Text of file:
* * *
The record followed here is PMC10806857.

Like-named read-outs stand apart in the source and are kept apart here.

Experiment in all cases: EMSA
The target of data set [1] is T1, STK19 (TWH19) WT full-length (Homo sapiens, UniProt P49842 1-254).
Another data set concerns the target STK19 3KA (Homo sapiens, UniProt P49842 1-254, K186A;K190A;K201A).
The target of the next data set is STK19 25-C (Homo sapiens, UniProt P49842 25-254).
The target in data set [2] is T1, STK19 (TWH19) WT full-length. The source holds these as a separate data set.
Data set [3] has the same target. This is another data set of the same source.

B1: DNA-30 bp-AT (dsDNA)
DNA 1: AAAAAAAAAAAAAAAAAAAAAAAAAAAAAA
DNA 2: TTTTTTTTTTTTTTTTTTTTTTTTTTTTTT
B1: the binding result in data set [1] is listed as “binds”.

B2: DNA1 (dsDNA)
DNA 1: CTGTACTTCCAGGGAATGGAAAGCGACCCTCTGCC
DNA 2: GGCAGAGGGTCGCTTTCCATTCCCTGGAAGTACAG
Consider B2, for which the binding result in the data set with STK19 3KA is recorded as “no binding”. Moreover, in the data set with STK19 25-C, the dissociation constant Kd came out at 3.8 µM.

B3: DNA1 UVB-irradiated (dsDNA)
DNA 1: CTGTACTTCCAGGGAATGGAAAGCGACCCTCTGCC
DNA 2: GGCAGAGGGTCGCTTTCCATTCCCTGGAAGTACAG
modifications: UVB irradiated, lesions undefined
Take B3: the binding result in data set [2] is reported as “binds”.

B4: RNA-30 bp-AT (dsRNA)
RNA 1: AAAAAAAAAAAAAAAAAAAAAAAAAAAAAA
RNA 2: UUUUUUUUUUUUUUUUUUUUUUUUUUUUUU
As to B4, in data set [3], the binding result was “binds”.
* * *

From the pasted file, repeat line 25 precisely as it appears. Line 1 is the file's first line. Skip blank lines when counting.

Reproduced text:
As to B4, in data set [3], the binding result was “binds”.